The Clouded Yellow is a medium-sized golden-yellow butterfly. It is a migrant species which flies here from North Africa and southern Europe. Clouded Yellows are fairly rare in most years but occasionally turn up in enormous numbers - long remembered as 'Clouded Yellow Years'. Adults may arrive at any time during the spring and summer, when they can be found in grassy places, particularly near the south coast. Foodplants of the caterpillars include wild and cultivated clovers and Common Bird's-foot Trefoil.
How to identify
The Clouded Yellow has bright yellow to vivid orange upper wing surfaces, lined with broad, black edges, and a yellowy-green underside.
Where to find it
Can turn up anywhere, but most frequent in southern areas.
When to find it
How can people help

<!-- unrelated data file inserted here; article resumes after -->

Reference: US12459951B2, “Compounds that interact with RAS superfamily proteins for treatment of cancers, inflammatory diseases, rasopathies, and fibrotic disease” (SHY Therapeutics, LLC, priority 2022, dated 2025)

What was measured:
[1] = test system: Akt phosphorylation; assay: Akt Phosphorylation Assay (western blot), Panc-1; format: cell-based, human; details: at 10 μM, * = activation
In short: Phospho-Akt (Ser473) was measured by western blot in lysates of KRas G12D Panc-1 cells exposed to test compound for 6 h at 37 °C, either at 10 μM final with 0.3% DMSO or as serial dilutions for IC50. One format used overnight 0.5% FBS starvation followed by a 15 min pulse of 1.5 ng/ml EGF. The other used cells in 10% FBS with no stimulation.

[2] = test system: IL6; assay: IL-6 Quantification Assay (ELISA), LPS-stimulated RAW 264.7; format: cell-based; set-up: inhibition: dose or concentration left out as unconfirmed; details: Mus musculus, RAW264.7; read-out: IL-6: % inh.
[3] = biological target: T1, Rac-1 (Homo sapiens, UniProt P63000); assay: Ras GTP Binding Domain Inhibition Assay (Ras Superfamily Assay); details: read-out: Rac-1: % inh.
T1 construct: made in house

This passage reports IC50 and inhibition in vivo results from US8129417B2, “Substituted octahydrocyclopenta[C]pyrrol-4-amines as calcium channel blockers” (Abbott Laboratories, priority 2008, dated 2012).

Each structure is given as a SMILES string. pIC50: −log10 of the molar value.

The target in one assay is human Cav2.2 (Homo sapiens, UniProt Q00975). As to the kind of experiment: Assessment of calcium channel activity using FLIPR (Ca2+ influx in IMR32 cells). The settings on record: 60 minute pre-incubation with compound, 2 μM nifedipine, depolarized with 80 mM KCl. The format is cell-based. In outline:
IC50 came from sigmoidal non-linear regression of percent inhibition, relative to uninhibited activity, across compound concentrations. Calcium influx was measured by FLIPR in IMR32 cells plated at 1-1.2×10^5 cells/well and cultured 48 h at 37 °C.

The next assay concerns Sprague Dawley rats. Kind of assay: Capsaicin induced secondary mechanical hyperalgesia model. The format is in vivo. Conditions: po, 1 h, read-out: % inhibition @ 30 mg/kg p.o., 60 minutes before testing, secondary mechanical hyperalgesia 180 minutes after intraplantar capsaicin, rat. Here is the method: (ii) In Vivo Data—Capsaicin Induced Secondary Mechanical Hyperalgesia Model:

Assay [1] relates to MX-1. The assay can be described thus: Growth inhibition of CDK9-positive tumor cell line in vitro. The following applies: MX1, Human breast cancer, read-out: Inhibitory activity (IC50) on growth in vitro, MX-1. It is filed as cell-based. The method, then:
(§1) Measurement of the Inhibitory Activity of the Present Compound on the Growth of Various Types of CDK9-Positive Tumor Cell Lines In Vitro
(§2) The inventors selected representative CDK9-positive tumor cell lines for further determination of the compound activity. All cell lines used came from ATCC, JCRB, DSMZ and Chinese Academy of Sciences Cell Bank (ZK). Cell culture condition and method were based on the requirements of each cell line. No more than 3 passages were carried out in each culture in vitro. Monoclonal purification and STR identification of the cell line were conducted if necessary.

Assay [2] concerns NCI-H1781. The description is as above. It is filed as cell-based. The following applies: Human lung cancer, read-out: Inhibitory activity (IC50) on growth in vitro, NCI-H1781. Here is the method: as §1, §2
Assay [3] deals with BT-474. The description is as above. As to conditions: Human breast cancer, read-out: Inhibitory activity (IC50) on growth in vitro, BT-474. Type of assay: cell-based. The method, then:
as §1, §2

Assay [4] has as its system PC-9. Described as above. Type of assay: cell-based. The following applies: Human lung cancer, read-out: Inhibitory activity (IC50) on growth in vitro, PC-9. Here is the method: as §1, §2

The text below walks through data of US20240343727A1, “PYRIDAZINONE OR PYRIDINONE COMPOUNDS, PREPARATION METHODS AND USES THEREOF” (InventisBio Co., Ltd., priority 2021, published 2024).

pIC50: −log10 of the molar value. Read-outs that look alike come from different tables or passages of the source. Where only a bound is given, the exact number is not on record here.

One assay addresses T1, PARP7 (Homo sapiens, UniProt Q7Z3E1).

In southern England, Clouded Yellows prefer chalk downland habitats - patchworks of chalk grassland, heath, scrub and ponds found on chalk hills. Areas of rare and unique wildlife, chalk grasslands, in particular, have been likened to rainforest for the diversity of species they hold. But they are being lost at an alarming rate due to changes in land use causing the decline of grazing: it's estimated that we've lost 80% of our chalk grassland over the last 60 years. The Wildlife Trusts manage many grassland and downland nature reserves for the benefit of the rare wildlife they hold. You can help too: volunteer for your local Wildlife Trust and you could be involved in everything from scrub-cutting to stockwatching.